We see the reason for Jeremiah’s imprisonment as King Zedekiah quotes the prophet’s inflammatory words back to him. The king has been listening, and he is not pleased. Therefore, Zedekiah censured his political prisoner for his dire, prophetic warnings (32:3). Jeremiah remained unrelenting in his assertion that the Lord would deliver Jerusalem into the hand of Nebuchadnezzar. More specifically, though, the king is offended by the prophecy in three ways.
First, Jeremiah has not been saying merely that the army of Nebuchadrezzar will win, but that the city will be delivered to that pagan king by the Lord. The prophet’s clear message is that the God of Israel is now on the side of the Babylonians. Although this is not a new message (see Jeremiah 20:4), it seems to remain incomprehensible to the city residents in general and Zedekiah in particular. Will their Lord not only abandon them but actively work against them? Unthinkable!
Second, Jeremiah’s message offends King Zedekiah in predicting that the king himself will be captured and brought into the very presence of the king of Babylon (note: Chaldeans is another word for Babylonians). Zedekiah thus finds the prophet’s words threatening for him personally. We can look ahead to Jeremiah 39:5-7 and 52:1 to see how horrific this meeting will be (compare 2 Kings 25:7).
The third offensive element of the prophecy is that Zedekiah himself is to be taken to Babylon as a war prize for display. This will indeed happen (2 Kings 25:7; Jeremiah 52:11), the last we hear of Zedekiah. The Bible has no kind words for him (see 2 Chronicles 36:11-16).
What Do You Think?
What have you learned from the witness of godly people who remained steadfast in the face of opposition?
Talking Points for Your Discussion
In use of discretion or tact (Daniel 2:14)
In knowing when or if to speak up (Amos 5:13)
In remaining focused (Nehemiah 6:3)
In understanding the nature of the opposition (Acts 23:6-8)
A Divine Directive to Buy Some Property: Jeremiah 32:6-9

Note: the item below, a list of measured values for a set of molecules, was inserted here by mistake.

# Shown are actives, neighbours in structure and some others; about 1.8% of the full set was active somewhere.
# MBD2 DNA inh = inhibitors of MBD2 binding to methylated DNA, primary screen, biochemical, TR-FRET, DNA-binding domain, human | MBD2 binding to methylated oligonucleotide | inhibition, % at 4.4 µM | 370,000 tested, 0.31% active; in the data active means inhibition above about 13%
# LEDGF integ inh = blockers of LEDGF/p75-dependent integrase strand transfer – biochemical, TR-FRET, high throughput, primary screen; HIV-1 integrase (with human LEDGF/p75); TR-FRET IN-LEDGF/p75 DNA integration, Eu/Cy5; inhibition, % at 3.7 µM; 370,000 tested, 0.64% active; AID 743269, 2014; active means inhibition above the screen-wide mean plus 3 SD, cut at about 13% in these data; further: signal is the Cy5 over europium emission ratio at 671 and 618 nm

3. What astonishing word did the Lord send to Jeremiah while he was imprisoned? (Jeremiah 32:6, 7)
Although King Zedekiah has turned against Jeremiah, the Lord has not abandoned him. The prophet continues to receive the word of the Lord even while imprisoned. This time it is not a word for the king or the nation, but a personal word for the prophet himself.
The Lord advises Jeremiah that he is soon to receive a visitor, a cousin named Hanameel, who was the son of Shallum, Jeremiah’s uncle (v. 7). Hanamel owned a field in Anathoth, which was located about three miles northeast of Jerusalem. Anathoth was one of the 45 cities previously allotted to the Levites from the territory belonging to the tribe of Benjamin (Josh. 21:18).
Hanameel is coming on a matter of family business, to request that Jeremiah purchase a piece of property in his hometown in accordance with the law concerning the right of redemption (see the Lesson Background). This is an extraordinary moment, filled with irony. Jerusalem is under siege, its very existence threatened. Nearby Anathoth will also suffer the ravages of the plundering Babylonians (if it hasn’t already). This is almost like the driver of a car asking his passenger to buy the car as they plunge off a cliff in it together!
As God had revealed, Hanameel visited Jeremiah while he was imprisoned and asked that he fulfill his obligation as the family guardian. This incident confined to the prophet that he truly had received an oracle from the Lord (Jer. 32:8). From a financial standpoint, the transaction seemed absurd. Jeremiah knows that the field is worthless in the short term, for obvious reasons. The faith question is whether Jeremiah truly believes that the Lord will bring his people back from exile to restore the land. Jeremiah already knows that this will not happen in his lifetime (see Jer. 29:10).
What Do You Think?
When responding to a challenge that involves monetary expenditure, how do you determine whether you are acting in faith or foolhardiness?
Talking Points for Your Discussion
Regarding churches that incur debt for a building program
Regarding Christians who pledge monthly support for a missionary or cause
4. What was Jeremiah’s response to Hanameel’s offer to buy the property? (Jeremiah 32:9)